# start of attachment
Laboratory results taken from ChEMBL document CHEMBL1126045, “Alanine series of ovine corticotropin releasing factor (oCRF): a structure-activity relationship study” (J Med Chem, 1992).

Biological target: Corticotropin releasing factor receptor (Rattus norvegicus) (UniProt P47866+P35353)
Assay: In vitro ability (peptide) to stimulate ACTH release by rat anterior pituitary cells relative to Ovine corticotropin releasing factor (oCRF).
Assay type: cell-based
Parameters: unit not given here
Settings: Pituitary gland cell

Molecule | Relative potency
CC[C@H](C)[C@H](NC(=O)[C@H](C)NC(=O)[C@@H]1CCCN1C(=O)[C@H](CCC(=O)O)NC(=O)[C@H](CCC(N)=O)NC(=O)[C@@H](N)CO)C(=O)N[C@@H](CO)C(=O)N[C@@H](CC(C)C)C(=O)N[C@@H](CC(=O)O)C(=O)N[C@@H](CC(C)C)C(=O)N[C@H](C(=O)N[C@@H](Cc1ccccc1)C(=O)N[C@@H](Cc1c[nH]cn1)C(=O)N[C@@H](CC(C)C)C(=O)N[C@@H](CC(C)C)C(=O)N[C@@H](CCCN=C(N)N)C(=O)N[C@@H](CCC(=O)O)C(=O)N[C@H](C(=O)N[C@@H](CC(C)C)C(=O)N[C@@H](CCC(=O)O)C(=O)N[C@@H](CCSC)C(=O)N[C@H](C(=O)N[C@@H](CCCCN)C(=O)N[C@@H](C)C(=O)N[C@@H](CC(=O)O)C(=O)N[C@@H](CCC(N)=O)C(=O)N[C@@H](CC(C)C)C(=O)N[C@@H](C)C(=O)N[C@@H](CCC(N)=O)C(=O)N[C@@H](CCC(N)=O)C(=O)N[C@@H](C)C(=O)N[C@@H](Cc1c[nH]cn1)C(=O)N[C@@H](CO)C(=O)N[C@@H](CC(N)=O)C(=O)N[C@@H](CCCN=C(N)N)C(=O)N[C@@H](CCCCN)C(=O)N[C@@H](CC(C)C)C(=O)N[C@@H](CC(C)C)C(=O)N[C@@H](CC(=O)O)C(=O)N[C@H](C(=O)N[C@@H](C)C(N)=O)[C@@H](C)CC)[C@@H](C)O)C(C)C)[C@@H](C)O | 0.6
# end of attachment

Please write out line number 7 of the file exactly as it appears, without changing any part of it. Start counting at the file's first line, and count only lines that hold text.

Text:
Molecule | Relative potency